The 8th annual Barcamp News Innovation was the best attended yet. This annual unconference on the future of news welcomed more than 175 journalists, editors and other media makers interested in trends and best practices.
We at Technically Media have always produced it at and with Temple University’s School of Media Communications. For the first time, this year we hosted the day-long event in the fall, rather than late in the spring, which allowed perhaps nearly two dozen students to attend. Despite being free for students (just $15 for professionals), we’ve never had much turnout for those about to begin their careers. This year worked.
I wanted to share a few lessons and notes that stuck with me below.
How are so-called innovation clusters happening across the country and in Philadelphia specifically? Alongside Dilworth Paxson law firm CEO Ajay Raju, I was interviewed on the subject over drinks at Parc on Rittenhouse Park.
The interview was for Temple University law school’s blog and came in a two-part series from a Temple law professor and transcribed by a precocious law student.
Read part one here, in which we talk about Philadelphia’s own development of a tech and entrepreneurship communit
Read part two here, in which we talk about what that development can mean for the rest of Philadelphia.
Temple University Magazine, my alma mater’s alumni magazine, called @technicallyPHL one of 25 Twitter accounts with Temple ties worth following [PDF]. They used an old photo of me looking a little dumpy from this profile
The honor is a recognition for entrepreneurial work that helps others do the same. I gave a keynote address to students and other alumni, which I wrote out and shared below but mostly just used as notes.
I’m a graduate of Temple but not of the Fox School, so I’m not there as an alumni. Rather, I was asked by Professor Munir Mandviwalla, who is helping to organize the program, to offer some voice from the news media industry, in addition to the intersection of entrepreneurship and technology.
I have now fully paid the $100,000 that my college experience from Temple University cost. Here I share the breakdown of some more specifics on what those costs include and how I paid them.
This month, six years after graduating from Temple, I will put $1,800 to close out the last of my student loans. As many of my peers, who attended ‘out-of-state’ universities and are from, relatively speaking, privileged, middle class families will tell you, I accelerated this process considerably. I don’t like debt, so each year since 2010 when I was able to do so, I paid more than I was required to in order to speed the process of getting debt free.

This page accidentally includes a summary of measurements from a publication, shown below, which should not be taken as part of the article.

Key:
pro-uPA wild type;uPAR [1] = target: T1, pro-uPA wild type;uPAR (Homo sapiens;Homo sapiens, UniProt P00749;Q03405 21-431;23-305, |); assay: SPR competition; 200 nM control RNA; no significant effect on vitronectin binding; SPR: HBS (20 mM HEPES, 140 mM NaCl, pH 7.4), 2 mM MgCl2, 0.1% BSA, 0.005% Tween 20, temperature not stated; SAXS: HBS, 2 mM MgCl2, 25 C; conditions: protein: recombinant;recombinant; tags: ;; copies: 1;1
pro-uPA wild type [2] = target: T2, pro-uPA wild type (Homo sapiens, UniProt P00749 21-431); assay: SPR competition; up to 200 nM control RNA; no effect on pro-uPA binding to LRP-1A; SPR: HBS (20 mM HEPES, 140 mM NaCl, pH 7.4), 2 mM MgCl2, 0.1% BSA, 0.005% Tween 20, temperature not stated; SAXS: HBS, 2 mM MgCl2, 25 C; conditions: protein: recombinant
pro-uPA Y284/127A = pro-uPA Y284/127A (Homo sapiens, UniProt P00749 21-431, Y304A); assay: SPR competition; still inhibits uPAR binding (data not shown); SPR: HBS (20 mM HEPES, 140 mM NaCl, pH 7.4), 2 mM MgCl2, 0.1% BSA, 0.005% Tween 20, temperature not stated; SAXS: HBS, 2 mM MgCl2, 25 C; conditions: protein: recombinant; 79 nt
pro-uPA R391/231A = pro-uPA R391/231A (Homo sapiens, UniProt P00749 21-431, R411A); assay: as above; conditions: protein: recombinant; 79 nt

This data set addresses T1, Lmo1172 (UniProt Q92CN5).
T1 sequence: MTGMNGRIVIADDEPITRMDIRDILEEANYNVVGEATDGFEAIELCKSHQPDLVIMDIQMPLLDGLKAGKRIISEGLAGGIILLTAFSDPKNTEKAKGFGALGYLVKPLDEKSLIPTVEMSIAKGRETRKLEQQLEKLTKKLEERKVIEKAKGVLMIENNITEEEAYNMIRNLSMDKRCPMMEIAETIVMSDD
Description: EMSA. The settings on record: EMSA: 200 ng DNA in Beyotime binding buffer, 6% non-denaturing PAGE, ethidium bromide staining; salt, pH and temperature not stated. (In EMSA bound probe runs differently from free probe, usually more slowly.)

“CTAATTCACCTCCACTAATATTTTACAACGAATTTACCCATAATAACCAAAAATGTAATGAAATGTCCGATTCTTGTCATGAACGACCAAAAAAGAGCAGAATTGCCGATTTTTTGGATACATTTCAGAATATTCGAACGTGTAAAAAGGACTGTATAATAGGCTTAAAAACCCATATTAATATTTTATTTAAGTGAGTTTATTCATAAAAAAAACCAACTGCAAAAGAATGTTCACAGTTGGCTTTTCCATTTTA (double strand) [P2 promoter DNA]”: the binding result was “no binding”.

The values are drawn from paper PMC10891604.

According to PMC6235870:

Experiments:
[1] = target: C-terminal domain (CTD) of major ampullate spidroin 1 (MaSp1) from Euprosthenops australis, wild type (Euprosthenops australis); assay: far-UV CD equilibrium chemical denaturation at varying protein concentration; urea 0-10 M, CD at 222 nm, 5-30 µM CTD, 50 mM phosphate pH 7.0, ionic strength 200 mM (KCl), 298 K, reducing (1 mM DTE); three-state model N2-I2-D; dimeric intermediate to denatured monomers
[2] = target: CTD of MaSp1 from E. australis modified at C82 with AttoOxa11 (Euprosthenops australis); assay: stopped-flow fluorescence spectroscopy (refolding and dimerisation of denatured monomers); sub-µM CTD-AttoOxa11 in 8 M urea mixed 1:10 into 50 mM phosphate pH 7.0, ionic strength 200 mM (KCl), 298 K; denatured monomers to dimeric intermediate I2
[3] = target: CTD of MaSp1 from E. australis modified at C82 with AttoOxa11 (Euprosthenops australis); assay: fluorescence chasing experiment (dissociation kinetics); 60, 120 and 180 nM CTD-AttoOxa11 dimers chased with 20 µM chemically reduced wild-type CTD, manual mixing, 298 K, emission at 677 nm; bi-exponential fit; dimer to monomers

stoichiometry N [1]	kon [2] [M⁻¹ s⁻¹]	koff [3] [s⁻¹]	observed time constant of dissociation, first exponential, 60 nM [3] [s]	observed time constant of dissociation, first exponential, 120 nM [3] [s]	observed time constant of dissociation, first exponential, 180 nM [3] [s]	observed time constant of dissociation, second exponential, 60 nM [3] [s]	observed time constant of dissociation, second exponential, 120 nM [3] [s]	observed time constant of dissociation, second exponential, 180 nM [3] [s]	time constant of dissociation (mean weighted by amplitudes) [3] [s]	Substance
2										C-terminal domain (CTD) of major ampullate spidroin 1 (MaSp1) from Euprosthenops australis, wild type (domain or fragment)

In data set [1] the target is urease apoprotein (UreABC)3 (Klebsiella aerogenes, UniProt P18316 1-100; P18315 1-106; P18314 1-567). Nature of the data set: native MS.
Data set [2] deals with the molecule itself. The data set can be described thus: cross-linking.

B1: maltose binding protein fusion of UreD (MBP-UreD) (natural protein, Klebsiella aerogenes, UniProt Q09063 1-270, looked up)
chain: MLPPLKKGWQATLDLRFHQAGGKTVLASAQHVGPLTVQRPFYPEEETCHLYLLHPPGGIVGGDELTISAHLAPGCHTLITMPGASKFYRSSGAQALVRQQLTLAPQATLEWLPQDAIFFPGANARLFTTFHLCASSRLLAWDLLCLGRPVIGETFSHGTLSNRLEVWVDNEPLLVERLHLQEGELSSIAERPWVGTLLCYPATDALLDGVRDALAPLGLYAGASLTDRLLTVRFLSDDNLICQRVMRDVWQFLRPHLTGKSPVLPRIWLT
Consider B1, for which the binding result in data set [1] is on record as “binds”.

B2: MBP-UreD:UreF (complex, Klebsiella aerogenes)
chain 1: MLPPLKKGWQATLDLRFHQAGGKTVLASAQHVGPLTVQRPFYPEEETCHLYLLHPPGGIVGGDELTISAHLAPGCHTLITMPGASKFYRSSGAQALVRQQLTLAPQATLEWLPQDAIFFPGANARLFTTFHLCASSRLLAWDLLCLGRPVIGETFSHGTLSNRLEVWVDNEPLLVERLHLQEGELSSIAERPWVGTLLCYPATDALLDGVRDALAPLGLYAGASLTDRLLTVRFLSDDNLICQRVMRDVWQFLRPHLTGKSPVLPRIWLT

News has broken of the new CEO of the multi-million dollar journalism initiative housed at Temple, a project I’ve written about before here, but I hadn’t seen any confirmation posted yet, so I thought I’d share the press release from Temple that was sent my way.
PHILADELPHIA – The Center for Public Interest Journalism at Temple University’s School of Communications and Theater (www.cpijournalism) has named Neil Budde as the founding CEO of the Philadelphia Public Interest Information Network (PPIIN).
Budde (pronounced buddy) will lead the development of PPIIN (a placeholder name until the organization is founded and branded), a collaborative organization intended to help increase the amount and quality of news and information in the Greater Philadelphia region. It is funded through a $2.4 million grant to the School of Communications and Theater from the William Penn Foundation.
Budde was hired for his demonstrated management skills in enterprises involving journalism and technology, and his experience in anticipating and successfully accommodating for innovations and trends. Budde was most recently executive vice president at ePals and president of DailyMe, a start-up focused on delivering personalized news and information. Prior to this, Budde served as editor in chief of Yahoo News and founding editor and publisher of The Wall Street Journal Online (WSJ.com). Budde was also involved nationally in the Online News Association, serving on its board for five years, and The News Literacy Project.